Male black widows look for well-fed mates

Jul 07, 2011 by Deborah Braconnier report
female black widow spider. Image: Wikipedia.

(PhysOrg.com) -- According to a new study published in Animal Behaviour, a male black widow spider is able to identify a female spider that has eaten well by simply taking a few steps on the web she spins. Finding a well-fed female seems to minimize their risk of being eaten after mating, a behavior that gave the spider its name.

James Chadwick Johnson from Arizona State University led the study and it is the first to reveal a spider’s ability to sense chemical cues from another spider’s spun silk.

The team of researchers began with the female spiders and broke them down into two groups. The first group was fed one cricket per week so they were very well-fed. The other females were on a crash diet and were not fed for several weeks. While this lack of food did not put their lives in danger, it did result in a decrease in size.

The test began by placing male spiders onto the webs of these differently fed spiders to see how they would react. They also placed male spiders on bundles of clean silk taken from the webs of the female spider. This second option was to insure whatever cues the spiders were receiving was from the web and not some other source. In the final placement, the researchers switched the well-fed female spiders to the webs of the starved spiders.

The courtship process of the male black widow spider is a long process of walking, plucking and tapping on the web. What the researchers found was that the male spiders were much more active in their courtship when they were on the webs of the female spiders that had eaten a full diet of crickets.

The goal of this study is to better understand the behavior of the . Researchers have found that the cannibalism rate among black widows seems to be higher in urban settings than the desert populations and are hoping to find reasoning behind this different behavior.

Explore further: Scottish zoo: 'Bad news' for pregnant giant panda

More information: Male black widows court well-fed females more than starved females: silken cues indicate sexual cannibalism risk, Animal Behaviour, Article in Press, doi:10.1016/j.anbehav.2011.05.018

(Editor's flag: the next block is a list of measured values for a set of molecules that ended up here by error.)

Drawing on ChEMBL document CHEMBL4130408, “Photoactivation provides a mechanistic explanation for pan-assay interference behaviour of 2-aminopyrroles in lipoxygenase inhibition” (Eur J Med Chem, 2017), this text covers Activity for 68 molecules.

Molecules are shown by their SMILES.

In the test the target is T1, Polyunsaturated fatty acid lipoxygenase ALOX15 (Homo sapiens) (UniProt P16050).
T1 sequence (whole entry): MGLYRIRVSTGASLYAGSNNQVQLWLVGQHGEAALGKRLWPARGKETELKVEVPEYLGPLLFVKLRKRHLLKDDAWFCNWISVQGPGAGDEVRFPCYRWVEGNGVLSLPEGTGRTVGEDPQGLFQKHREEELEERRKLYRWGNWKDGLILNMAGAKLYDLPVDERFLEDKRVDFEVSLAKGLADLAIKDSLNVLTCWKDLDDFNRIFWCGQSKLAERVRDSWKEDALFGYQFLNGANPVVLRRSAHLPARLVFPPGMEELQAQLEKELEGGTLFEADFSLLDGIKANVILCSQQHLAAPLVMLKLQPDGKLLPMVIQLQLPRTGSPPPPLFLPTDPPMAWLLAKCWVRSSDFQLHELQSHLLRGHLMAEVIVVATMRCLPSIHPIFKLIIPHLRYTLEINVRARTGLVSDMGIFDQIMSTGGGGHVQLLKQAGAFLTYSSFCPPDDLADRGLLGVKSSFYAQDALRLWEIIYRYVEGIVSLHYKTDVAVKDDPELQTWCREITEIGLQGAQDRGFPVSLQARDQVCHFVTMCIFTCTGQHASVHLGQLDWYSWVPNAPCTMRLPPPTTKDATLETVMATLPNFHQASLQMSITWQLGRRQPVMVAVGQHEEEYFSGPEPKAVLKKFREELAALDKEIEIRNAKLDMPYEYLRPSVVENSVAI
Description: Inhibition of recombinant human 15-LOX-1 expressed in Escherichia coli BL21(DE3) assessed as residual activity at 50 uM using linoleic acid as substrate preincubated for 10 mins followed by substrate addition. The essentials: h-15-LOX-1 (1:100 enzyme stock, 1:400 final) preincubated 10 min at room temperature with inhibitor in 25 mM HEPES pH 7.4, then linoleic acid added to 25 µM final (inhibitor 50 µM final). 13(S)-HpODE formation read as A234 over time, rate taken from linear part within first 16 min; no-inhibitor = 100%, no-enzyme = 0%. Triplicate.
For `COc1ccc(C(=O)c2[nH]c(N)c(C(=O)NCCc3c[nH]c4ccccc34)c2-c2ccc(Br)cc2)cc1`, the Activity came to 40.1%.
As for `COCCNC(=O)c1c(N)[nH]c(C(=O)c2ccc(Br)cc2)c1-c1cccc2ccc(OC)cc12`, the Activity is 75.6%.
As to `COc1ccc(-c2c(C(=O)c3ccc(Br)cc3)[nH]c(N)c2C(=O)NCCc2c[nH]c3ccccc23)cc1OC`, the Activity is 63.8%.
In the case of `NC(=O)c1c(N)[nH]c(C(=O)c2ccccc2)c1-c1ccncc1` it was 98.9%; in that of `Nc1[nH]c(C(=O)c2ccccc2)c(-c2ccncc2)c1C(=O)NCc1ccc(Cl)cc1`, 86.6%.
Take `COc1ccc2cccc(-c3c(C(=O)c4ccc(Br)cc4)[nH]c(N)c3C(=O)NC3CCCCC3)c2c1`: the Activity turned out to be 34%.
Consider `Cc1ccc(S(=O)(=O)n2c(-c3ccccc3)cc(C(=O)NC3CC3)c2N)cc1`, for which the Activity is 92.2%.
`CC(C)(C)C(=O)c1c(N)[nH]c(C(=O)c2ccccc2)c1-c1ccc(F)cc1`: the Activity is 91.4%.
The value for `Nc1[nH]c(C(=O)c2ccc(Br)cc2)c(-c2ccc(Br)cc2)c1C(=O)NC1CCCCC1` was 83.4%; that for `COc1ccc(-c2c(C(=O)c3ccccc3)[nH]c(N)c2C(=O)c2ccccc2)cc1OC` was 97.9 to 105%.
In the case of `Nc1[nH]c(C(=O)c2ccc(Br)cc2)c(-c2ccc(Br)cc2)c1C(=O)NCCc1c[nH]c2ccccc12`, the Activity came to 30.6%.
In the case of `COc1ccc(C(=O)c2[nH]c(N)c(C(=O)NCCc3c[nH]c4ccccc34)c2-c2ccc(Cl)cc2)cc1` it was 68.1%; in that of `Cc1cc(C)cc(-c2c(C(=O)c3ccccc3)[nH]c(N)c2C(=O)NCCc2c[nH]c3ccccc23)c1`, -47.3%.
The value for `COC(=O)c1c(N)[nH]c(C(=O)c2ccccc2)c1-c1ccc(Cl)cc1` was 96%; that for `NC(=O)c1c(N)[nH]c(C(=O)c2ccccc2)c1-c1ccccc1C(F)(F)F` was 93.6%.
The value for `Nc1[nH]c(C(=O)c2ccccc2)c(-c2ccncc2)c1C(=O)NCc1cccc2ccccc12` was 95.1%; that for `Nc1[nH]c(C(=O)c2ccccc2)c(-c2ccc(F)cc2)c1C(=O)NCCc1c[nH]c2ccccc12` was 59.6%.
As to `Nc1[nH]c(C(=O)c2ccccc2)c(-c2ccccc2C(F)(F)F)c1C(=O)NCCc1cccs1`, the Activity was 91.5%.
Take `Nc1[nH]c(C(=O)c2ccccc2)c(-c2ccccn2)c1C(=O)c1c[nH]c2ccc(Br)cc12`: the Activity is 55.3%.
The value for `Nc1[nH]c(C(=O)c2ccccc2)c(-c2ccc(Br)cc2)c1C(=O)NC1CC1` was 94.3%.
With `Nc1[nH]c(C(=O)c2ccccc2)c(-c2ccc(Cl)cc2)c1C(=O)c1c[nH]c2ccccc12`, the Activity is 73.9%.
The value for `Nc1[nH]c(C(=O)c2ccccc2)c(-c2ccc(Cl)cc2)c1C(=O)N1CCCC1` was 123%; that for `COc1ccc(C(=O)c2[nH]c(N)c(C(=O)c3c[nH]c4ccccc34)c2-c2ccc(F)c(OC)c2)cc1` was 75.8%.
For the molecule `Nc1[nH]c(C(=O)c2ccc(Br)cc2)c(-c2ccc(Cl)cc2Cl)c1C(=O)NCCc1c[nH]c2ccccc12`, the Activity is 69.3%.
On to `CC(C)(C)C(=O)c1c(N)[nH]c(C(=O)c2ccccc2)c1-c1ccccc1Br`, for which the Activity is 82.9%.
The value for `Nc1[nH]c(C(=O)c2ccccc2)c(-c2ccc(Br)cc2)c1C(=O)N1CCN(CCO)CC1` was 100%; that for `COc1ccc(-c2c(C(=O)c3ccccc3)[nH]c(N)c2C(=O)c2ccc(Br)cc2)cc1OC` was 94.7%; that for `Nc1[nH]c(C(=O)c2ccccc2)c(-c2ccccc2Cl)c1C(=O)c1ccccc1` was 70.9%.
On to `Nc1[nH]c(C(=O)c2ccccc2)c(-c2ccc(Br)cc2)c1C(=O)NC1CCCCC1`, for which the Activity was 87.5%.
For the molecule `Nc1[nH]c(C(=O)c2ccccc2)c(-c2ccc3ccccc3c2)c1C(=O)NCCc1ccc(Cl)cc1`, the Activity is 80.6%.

Abstract
Male mate choice is predicted to evolve as male investment in mating increases. Thus, taxa in which males pay a high cost for mating offer researchers an ideal system to test traditional sex roles. Males courting potentially sexually cannibalistic females may be under strong selection to bias their courtship efforts away from hungry females that may be more likely to attack. Here we tested the prediction that web-based chemotactile cues of recent female foraging success influence male courtship in the black widow spider, Latrodectus hesperus. In addition, we tested the underlying assumption that previous female foraging success reduces precopulatory sexually cannibalistic attacks. We found that males courted well-fed females significantly more than they did starved females, and that this bias was maintained in the absence of the female when males encountered only (1) cues from female webs and (2) cues from female silk after web architecture had been eliminated. A nonsignificant courtship bias in favour of well-fed females was also evident when these females were transplanted to the webs of starved females. Male courtship biases in favour of well-fed females appear adaptive, as starved females were significantly more likely to attack males before mating. We conclude by noting that sexual cannibalism offers a model system wherein the exploitation of cues of predation risk have unique implications such as the effects on male courtship preferences seen here.

via BBC

Related Stories

Mosquitoes supply spider with blood

Oct 11, 2005

Scientists in Sydney, Australia, say they've determined an East African species of jumping spider prefers to prey on blood-engorged female mosquitoes. And that, the Macquarie University researchers said, demonstrates a rare ...

Male wolf spiders cannibalize females

Apr 13, 2011

(PhysOrg.com) -- While most people are familiar with the fact that many species of female spiders eat their male counterparts, new research findings published in the Biological Journal of the Linnean Society show h ...

Exposed: The strange sex life of spiders

Apr 20, 2010

Here's the good news: you are a male and you are allowed to have sex, at most, twice in your life. If that's the good news -- you may well ask -- what's the bad news? It's this: if you copulate for longer ...

In spiders, size matters: Small males are more often meals

Sep 10, 2008

Female spiders are voracious predators and consume a wide range of prey, which sometimes includes their mates. A number of hypotheses have been proposed for why females eat males before or after mating. Researchers ...

Recommended for you

User comments : 2

Adjust slider to filter visible comments by rank

Display comments: newest first

ccr5Delta32
not rated yet Jul 07, 2011
Some girls have all the luck
Telekinetic
1 / 5 (2) Jul 08, 2011
It's precisely why I won't date models.